Making the cut: tools for machining composites

5 min read

Many issues for cutting composite materials must be resolved as their applications multiply.

Manufacturers of large structures often need to remove weight from the product, which has pushed the greater use of composite materials. Leading the way are aircraft structures, wind turbine blades, Formula One monocoque cabins and, increasingly, structures on cars. The Jaguar F-Type has carbon-fibre wind mirror covers, bonnet louvres and a variant has a carbon-fibre roof.

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The aerospace sector is the largest customer for composite machining solutions

The growth of carbon-fibre applications  has driven new machining technologies for composites. Machining techniques, cutting tool designs and workholding solutions have been refined, but the biggest area is cutting tool design, with a growing  range of tooling companies introducing new designs to overcome the problems of machining composites, which behave very differently to metals. Layers, or plies, of fibre and resin bonded together react differently when placed under the force of a cutting tool.

“The biggest difference is in the chip formation mechanism, which you have no control of for composites, as the material shatters,” said Dr Kevin Kerrigan, composites machining technology lead at the Advanced Manufacturing Research Centre (AMRC)  with Boeing near Rotherham. Dust is the predominant feature when composite machining, as the cured epoxy resin layers disintegrate and throw up micro-sized particles.

The challenge for tool designers is to create a geometry that first deals with the chip formation mechanism and then the damage you encounter with fibre (FRP) or glass-reinforced plastic (GRP).

Damage mechanisms  can vary with  the bonding of two different materials, the epoxy plastic and the fibre itself. Under mechanical stress, these layers can separate or delaminate.

“Delamination is one of the biggest challenges for tool suppliers, in that there are so many damage types and every application has a different requirement,” said Kerrigan. “The tool designer  has to design a product for the customer’s own needs.”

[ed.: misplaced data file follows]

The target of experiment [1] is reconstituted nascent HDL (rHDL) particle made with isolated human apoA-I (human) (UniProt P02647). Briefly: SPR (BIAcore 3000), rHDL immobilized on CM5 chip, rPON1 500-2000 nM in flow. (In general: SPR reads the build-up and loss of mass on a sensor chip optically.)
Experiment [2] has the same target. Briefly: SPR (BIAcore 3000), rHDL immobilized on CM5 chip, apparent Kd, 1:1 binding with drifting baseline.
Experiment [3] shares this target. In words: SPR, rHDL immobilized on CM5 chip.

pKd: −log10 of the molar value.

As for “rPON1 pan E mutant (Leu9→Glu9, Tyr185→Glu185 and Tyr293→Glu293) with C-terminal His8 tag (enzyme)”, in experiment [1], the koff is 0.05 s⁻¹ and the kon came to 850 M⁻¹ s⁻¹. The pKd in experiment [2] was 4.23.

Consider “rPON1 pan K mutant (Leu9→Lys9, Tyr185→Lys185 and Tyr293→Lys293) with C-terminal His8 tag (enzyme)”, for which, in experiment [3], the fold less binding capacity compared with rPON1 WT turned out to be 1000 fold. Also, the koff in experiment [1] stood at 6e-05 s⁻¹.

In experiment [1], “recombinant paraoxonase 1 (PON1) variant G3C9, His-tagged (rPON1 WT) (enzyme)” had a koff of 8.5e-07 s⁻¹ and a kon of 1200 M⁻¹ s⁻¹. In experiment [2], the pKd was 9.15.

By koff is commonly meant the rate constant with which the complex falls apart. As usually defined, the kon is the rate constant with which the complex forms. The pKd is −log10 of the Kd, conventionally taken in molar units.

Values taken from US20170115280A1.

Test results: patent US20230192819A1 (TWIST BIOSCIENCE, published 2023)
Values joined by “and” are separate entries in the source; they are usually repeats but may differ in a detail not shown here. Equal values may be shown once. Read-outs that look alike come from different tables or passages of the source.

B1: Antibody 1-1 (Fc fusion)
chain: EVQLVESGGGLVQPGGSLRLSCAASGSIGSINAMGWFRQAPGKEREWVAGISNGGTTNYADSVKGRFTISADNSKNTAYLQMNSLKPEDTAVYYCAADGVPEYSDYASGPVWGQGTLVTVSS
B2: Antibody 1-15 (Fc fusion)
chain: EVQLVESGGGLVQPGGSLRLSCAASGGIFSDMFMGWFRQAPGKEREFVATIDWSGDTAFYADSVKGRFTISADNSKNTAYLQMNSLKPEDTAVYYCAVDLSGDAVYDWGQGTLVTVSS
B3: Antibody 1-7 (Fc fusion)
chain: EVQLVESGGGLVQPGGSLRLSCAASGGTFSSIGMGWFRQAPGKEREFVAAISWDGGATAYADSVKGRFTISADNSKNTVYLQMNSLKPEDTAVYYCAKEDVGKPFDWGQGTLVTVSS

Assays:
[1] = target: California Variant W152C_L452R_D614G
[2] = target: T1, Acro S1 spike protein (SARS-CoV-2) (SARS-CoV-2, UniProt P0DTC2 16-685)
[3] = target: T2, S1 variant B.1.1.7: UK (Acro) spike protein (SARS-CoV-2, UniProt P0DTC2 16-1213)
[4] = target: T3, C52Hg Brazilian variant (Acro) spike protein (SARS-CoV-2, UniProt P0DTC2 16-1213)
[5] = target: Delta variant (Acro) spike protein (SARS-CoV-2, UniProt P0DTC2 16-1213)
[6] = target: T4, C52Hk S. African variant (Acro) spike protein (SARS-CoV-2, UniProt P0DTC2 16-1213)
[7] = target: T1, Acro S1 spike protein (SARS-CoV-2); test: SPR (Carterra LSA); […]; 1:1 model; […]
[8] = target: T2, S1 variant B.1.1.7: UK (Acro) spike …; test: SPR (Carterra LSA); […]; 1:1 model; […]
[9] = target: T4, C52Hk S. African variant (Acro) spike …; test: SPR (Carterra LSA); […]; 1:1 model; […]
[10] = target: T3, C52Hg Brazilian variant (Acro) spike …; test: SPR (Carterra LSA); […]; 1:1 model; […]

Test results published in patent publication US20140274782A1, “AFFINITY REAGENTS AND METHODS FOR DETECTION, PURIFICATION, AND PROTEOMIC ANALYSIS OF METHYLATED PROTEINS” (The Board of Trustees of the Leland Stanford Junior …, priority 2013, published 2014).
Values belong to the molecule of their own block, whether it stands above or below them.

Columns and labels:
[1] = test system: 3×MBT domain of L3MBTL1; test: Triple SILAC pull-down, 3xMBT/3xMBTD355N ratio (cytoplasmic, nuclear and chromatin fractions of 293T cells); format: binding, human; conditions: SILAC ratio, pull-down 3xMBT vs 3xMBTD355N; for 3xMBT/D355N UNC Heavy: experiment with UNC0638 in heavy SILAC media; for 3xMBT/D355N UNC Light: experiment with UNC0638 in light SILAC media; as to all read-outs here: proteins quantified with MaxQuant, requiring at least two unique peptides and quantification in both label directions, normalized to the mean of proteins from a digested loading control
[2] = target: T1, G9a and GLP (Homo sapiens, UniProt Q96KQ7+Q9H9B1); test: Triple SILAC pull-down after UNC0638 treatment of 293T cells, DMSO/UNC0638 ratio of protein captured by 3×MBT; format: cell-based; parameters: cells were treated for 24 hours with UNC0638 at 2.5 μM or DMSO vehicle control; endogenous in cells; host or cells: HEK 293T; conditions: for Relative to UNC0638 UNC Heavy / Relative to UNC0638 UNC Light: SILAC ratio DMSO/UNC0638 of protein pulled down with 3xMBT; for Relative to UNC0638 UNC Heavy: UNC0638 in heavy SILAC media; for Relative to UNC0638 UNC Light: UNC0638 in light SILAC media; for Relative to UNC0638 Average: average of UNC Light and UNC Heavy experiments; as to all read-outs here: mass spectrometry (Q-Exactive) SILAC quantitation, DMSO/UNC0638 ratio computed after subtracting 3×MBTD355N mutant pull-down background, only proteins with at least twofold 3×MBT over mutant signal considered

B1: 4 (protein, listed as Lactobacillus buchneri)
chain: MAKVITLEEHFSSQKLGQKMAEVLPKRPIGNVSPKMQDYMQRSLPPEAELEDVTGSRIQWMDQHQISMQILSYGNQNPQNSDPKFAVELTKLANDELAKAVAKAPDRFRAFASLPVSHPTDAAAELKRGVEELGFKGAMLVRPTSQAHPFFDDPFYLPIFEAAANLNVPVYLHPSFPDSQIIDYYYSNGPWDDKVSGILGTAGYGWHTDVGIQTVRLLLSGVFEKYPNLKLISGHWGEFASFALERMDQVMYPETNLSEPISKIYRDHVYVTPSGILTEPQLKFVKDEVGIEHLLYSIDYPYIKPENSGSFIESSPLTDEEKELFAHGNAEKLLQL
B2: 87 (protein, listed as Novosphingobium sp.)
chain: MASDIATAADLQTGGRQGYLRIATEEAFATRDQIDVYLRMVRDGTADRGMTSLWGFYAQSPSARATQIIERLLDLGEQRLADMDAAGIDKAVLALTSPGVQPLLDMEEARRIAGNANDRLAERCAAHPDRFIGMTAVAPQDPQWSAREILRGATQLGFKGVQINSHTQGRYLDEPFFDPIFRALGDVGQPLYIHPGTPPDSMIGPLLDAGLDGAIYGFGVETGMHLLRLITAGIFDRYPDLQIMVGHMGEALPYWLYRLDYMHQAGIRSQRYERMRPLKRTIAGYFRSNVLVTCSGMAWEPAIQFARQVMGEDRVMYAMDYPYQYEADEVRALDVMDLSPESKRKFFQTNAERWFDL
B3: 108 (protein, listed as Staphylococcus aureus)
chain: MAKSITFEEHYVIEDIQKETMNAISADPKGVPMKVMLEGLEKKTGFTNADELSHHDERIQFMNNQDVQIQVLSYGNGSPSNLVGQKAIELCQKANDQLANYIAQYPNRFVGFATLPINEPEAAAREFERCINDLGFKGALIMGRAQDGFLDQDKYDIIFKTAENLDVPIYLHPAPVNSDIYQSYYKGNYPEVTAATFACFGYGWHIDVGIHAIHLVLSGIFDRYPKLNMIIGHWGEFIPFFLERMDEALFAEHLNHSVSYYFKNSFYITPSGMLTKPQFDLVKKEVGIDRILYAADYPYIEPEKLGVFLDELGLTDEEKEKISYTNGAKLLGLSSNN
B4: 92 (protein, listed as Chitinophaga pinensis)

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Machining composites often requires customised tools for the material being used

The solution is more cutting  edges and diamond-coated carbide  tools. Diamond coatings reduce burring  on the material surface and extend tool life –  diamonds have a low wear rate. The coating type depends on the application. In a high-volume application such as aerospace parts, many companies use diamond-coated chemical vapour deposition  (CVD) tools. Carbide is chosen as it is cheaper than diamond to manufacture.

The fastest-growing type of coating  is polycrystalline diamond (PCD), made by sintering micro-size single diamond crystals at high temperature. PCD is cheaper to manufacture than monocrystalline diamond.

”Delamination is one of the biggest challenges for tool suppliers, in that there are so many damage types and every application has a different requirement.

Dr Kevin Kerrigan, Advanced Manufacturing Research Centre (AMRC)  with Boeing

Manufacturers experiment with the thickness of the PCD layer on the tool  substrate to derive different effects. The  AMRC is researching ways to bond crystalline carbon to carbide and to how much of the contact surface. “Some tool manufacturers are looking to minimise that contact to reduce the cost of the tool, or more to maximise the life of tool – it’s a fine balance,” said Kerrigan.

The main composite machining types  are drilling and edge trimming. Each present different challenges. The variables for both are how the material is stacked and bonded, and the direction of tool approach.

With drilling composites, the approach to  the surface will have huge effect on the damage it creates. “With a stack of laminate laid up horizontally, your tool design and the parameters set in your process need to be such that when the tool breaks through, you don’t delaminate or generate fibre or epoxy pull-out,” said Kerrigan.

A common problem is that when a tool reaches the bottom layer, it bursts through and separates the bottom ply from the rest, or pulls out large amounts of fibre from that bottom layer.

Engineers can use backing plates and  peel ply layers to get around this, but some users will place the whole structure inside the machine, so there is no access to the back of the composite.